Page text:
Method of generating high temporal and spatial resolution images using scanning microscopes


University of Nevada, Reno researchers Nelson Publicover and John Sutko in the Department of Electrical and Biomedical Engineering and the Department of Pharmacology, respectively, conduct research in the biomedical and medical fields. Their novel method relates to data generating and image containing the temporal and spatial locations of “discrete events” associated with a specimen.

Technology Summary
In conventional methods for pixel-based scanning/sampling systems and image formation, “discrete events” (such as photons or other units of radiant energy) are detected on a specimen, and their counts subsequently binned (accumulated and summed as a group) during each sampling period, and corresponding to a pixel location of an image display. During the pixel sampling method, information is typically lost during the binning process resulting in more discrete events typically detected than would be necessary if the system did not lose spatial and temporal information for individual discrete events. Conventional imaging systems face constraints in scan rate with regard to the quality of the output signal produced; an increased scan rate means fewer photons per pixel per scan are accumulated, which leads to a decrease in the intensity of the pixels and their signal-to-noise ratios. Also an issue, because existing techniques are optically based, they have an inherent limit of resolution known as a diffraction limit. Light passing through a lens to illuminate the sample interferes with itself and creates a ring-shaped diffraction pattern that blurs the image.

Over-illumination is also a major limitation of conventional photon sampling and imaging methods; many fluorescent molecules can only fluoresce a limited number of times, and result in eventual excitation radiation cessation, known as photo-bleaching. When using live samples, emission of photons from the tissue can damage cells, with over-illumination resulting in photo-toxicity.

This novel method applies to any scanned sample that emits photons or other discrete events in response to scanning during a scan period, resulting in an image. The discrete events detected are associated with the location of the origin of the individual events, and are acquired with reference to a scan frame that may be defined as a single instance of a scan pattern. The x- and y-positions can be obtained from position signals indicating the specific site in, or on, the specimen at the exact instant that the event is detected, or can be obtained from time-based signals that indicate the location of the imaged sites. The positions acquired can be stored and viewed statically on different time scales and used for post-hoc processing. This allows for further analysis of the specimen even after it has become either unavailable or unresponsive to further excitation radiation due to photo-bleaching or photo-toxicity. Since multiple discrete events are acquired and statistical approaches used to determine spatial locations of event clusters, measurement is not limited by the diffraction limit, and finer resolution can be achieved than conventional imaging apparatuses.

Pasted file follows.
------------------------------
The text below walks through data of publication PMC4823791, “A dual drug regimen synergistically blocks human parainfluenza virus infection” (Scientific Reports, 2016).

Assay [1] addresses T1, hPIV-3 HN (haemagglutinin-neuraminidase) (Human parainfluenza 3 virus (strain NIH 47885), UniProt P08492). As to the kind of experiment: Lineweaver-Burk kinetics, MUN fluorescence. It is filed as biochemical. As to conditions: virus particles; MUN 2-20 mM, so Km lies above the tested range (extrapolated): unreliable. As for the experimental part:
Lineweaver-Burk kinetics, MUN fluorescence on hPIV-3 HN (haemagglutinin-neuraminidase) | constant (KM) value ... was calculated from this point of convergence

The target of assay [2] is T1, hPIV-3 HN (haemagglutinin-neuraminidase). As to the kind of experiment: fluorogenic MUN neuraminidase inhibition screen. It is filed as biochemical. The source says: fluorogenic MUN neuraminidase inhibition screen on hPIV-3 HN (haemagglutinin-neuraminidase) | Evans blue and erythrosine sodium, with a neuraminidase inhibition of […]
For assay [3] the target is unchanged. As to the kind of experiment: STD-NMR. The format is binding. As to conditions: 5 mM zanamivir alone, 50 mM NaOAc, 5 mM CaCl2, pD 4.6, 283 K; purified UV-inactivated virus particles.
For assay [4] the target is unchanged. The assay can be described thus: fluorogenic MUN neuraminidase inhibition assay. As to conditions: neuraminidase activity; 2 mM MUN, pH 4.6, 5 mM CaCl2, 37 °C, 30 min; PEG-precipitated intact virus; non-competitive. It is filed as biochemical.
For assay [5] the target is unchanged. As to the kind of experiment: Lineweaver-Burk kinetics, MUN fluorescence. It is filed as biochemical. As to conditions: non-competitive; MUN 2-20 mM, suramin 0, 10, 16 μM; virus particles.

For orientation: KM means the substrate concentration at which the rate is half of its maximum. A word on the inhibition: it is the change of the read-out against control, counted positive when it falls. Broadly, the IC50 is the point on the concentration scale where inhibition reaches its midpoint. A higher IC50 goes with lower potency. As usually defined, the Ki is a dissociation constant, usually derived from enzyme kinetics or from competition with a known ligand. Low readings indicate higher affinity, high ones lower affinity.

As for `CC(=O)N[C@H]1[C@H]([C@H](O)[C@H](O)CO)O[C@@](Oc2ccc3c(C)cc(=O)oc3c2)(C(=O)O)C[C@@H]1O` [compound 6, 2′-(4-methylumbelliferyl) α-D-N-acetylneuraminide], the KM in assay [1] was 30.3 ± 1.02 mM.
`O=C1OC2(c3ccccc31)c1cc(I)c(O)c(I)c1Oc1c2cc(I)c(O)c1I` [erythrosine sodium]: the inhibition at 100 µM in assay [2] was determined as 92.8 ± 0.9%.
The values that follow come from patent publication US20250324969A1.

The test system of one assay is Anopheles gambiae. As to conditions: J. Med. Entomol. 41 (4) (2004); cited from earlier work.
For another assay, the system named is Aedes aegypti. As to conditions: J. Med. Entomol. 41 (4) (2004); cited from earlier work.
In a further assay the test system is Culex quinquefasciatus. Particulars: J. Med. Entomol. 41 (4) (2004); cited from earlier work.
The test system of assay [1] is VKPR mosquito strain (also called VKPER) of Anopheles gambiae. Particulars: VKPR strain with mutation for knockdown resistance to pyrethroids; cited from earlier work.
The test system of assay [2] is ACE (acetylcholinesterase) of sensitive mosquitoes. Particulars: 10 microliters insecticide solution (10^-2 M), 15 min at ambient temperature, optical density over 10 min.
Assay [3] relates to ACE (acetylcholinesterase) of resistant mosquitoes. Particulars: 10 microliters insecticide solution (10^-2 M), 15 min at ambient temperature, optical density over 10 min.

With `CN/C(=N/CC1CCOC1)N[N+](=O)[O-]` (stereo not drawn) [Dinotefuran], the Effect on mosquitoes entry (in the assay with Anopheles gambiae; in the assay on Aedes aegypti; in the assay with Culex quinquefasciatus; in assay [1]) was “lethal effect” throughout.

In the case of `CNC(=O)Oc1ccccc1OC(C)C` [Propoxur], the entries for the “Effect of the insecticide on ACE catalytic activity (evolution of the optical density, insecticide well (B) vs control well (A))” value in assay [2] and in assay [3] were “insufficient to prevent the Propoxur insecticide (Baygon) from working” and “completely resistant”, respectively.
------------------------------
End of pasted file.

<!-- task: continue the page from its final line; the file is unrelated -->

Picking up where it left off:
One feature of the method is the use of probability-density functions (PDF) to form an image, which describe the likelihood that a detected photon or event came from a region in the vicinity of its actual position. Compared to pixel-based images, photon event distribution sampling images display increased signal-to-noise ratios and comparable spatial resolution, and are superior to pixel-based image formation in recognizing the presence of structured (non-random) event distributions at low photon or event counts. As more events are detected, the PDFs will begin to narrow, increasing the certainty and precision of the localization of the site of the origin of clustered events in or on the specimen. Because the PDFs are summed, fewer discrete events are required to associate a distribution with an image feature than conventional pixel-based binning methods. With fewer discrete events necessary, sensitivity of measurement can be improved since less excitation illumination of a specimen is necessary to produce the discrete events. This can eliminate or reduce the over-irradiation of the specimen.

Potential Applications

Microscopy specific applications

  • Single- or multi-photon excitation confocal scanning microscope systems.
  • Near-field scanning optical microscopy (NSOM).
  • Electron microscopy techniques for living biological specimens. For example, the measurement of the release of calcium ion, Ca2+, from intracellular sarcoplasmic reticulum (SR) stores in cardiac cells.
  • Electromagnetic radiation detected using optical or non-optical techniques.
  • The retrofitting of existing commercial/custom-built optical systems

Many other imaging applications are also covered by the patents

UNR is seeking expressions of interest from parties interested in collaborative research to further develop, evaluate, or commercialize this technology.

IP Status
UNR ID#: UNR04-022
Photon Event Distribution Sampling Apparatus and Method
US Patent No.: 7,960,702; 8,031,926; and 8,168,955

Publication: Photon event distribution sampling: an image formation technique for scanning microscopes that permits tracking of sub-diffraction particles with high spatial and temporal resolutions.


Patent Information:
For Information, Contact:
Dan Langford
Technology Commercialization, Manager
University of Nevada, Reno and Desert Research Institute
John Sutko
Nelson Publicover
Joshua Larkin